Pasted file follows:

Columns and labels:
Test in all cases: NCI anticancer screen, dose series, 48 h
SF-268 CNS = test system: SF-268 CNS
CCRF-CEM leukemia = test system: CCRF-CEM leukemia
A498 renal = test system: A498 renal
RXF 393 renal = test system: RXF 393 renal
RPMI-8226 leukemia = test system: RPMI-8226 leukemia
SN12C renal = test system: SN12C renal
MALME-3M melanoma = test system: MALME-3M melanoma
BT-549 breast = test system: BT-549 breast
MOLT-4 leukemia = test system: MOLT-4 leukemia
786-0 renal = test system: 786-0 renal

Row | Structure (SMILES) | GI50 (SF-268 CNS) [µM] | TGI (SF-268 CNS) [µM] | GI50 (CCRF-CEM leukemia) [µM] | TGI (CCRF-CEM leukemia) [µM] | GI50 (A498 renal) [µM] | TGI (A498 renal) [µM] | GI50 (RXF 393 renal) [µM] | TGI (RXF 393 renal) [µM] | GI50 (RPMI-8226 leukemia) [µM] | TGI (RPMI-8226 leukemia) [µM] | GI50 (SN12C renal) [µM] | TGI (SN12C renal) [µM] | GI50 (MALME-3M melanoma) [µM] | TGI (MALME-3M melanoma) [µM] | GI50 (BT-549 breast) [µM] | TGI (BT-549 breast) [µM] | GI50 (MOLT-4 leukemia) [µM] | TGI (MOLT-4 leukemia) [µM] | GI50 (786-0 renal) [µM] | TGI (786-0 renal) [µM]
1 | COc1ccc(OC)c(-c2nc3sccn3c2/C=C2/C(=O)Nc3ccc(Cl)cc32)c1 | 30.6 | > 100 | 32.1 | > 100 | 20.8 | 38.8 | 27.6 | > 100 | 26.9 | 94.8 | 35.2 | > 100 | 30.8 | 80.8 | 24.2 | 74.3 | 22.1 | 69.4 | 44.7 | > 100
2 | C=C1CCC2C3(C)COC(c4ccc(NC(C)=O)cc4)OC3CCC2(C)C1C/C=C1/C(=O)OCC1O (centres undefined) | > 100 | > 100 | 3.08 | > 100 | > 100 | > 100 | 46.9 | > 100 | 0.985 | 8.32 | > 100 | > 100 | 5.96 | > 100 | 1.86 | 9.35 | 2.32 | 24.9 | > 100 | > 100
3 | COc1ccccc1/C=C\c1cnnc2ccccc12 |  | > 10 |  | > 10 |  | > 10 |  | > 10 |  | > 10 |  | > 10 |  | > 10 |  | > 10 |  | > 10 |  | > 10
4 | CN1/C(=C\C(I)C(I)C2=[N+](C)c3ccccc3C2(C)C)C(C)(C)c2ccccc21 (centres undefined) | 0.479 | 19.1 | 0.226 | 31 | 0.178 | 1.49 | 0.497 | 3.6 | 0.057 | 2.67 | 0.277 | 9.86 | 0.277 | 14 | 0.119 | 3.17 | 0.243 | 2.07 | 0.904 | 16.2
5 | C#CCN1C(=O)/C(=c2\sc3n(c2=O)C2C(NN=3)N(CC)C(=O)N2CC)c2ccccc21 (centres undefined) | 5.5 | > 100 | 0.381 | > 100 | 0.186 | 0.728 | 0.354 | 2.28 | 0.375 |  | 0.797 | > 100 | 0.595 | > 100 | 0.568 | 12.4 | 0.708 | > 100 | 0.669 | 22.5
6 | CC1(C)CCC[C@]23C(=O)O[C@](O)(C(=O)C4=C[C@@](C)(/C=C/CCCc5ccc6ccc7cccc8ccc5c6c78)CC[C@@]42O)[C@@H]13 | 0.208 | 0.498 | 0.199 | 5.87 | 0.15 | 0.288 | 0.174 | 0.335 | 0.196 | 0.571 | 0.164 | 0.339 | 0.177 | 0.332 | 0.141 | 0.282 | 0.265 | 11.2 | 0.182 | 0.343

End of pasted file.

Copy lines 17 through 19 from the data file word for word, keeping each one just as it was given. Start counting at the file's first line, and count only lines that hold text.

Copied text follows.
4 | CN1/C(=C\C(I)C(I)C2=[N+](C)c3ccccc3C2(C)C)C(C)(C)c2ccccc21 (centres undefined) | 0.479 | 19.1 | 0.226 | 31 | 0.178 | 1.49 | 0.497 | 3.6 | 0.057 | 2.67 | 0.277 | 9.86 | 0.277 | 14 | 0.119 | 3.17 | 0.243 | 2.07 | 0.904 | 16.2
5 | C#CCN1C(=O)/C(=c2\sc3n(c2=O)C2C(NN=3)N(CC)C(=O)N2CC)c2ccccc21 (centres undefined) | 5.5 | > 100 | 0.381 | > 100 | 0.186 | 0.728 | 0.354 | 2.28 | 0.375 |  | 0.797 | > 100 | 0.595 | > 100 | 0.568 | 12.4 | 0.708 | > 100 | 0.669 | 22.5
6 | CC1(C)CCC[C@]23C(=O)O[C@](O)(C(=O)C4=C[C@@](C)(/C=C/CCCc5ccc6ccc7cccc8ccc5c6c78)CC[C@@]42O)[C@@H]13 | 0.208 | 0.498 | 0.199 | 5.87 | 0.15 | 0.288 | 0.174 | 0.335 | 0.196 | 0.571 | 0.164 | 0.339 | 0.177 | 0.332 | 0.141 | 0.282 | 0.265 | 11.2 | 0.182 | 0.343